President Barack Obama will visit a Walmart store in Mountain View on Friday to talk about the importance of energy efficiency, a White House official said Tuesday.
The president arrives in Silicon Valley Thursday to do two fundraisers benefiting the Democratic National Committee – one, an exclusive tech roundtable for 20 at the Los Altos home of 23andMe CEO Anne Wojcicki – at $32,400 per head – and the other a bigger event at the Mountain View headquarters of Y Combinator, cohosted by company president Sam Altman and Yahoo CEO Marissa Mayer, for which tickets cost from $1,000 to $32,400 per head.
Further details on the Friday event in Mountain View will come soon, the White House said.
I’ll be the pool reporter for Thursday’s and Friday’s events, so watch here for detailed accounts.
Lest you think the poll questions were biased, the Obama question was “Overall, do you approve or disapprove of the way Barack Obama is handling his job as President?” And here’s how the gubernatorial election question was phrased:
The upcoming June statewide election will be an open primary. This means that candidates from all parties – Democrats, Republicans and others – will be listed together on one ballot and voters can chose to vote for a candidate from any party or affiliation. I am going to read the names of some of the likely candidates for Governor in the June open primary election and please tell me who you would be your first choice if the election were being held today. Suppose the candidates were (CANDIDATES READ IN RANDOM ORDER) Who would be your first choice for Governor? (REPEAT IF NECESSARY)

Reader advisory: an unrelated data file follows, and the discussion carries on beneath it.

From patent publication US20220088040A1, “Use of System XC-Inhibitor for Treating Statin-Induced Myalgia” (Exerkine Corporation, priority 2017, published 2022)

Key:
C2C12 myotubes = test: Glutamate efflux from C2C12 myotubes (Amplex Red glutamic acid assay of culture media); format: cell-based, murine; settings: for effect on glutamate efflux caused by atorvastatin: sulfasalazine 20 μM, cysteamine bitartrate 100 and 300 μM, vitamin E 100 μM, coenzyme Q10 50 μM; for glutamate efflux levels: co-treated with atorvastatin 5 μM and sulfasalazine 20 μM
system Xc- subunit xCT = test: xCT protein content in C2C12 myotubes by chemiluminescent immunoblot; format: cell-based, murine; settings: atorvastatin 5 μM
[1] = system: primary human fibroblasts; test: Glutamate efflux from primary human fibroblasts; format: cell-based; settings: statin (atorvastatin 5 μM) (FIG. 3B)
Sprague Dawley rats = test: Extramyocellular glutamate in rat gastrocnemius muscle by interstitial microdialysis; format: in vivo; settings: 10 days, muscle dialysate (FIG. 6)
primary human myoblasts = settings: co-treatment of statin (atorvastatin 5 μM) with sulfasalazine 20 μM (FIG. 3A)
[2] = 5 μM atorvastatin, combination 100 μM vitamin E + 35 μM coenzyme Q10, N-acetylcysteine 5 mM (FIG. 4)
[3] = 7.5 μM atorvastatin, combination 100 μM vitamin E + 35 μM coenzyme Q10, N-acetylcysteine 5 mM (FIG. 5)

2.) IT DOESN’T MATTER IF THE POLL DIDN’T CALL YOU
In the comments on my story, Tamara Lynn wrote, “They didn’t poll me…. In my generalized poll while speaking with friends, family and social media.. Obummer isn’t favored at all! Once again the merc printing only what it wants.. Stupid is as stupid does.”
Tamara apparently doesn’t know what a poll is – the only poll that surveys every registered voter is called an election. Field surveyed 1,000 Californians randomly selected from the state’s voter rolls. At last count, California had 17,660,257 registered voters, so Tamara had a 1-in-17,660 chance of getting called. Even with Field polling on Obama’s approval rating about four times a year, I’d advise her not to hold her breath. And of course her friends, family and social media say otherwise – that’s a self-selecting community of like-minded individuals, not a random poll.
3.) JUST BECAUSE YOU DISAGREE DOESN’T MAKE IT WRONG
In the comments on my story, Real American Ranger wrote, “Who ever wrote this article is obviously on crack. The experiment with putting a community organizer with zero real world experience in the white house has failed miserably.”
We’re all entitled to our own opinions, but not to our own facts. The fact is, Barack Obama and Jerry Brown are riding high in California, borne by a minority-heavy voting population that skews significantly toward Democrats. There certainly are people who dislike Obama and Brown, but they are outnumbered. The polls show it, the elections show it – it walks and talks like a duck, yet a few vocal critics insist it’s a goose.
Try to remember, folks: Neither these nonpartisan polls nor this news organization are here to confirm your personal worldview. If you want that, I’m sure there’s a cable news channel that will make you very happy.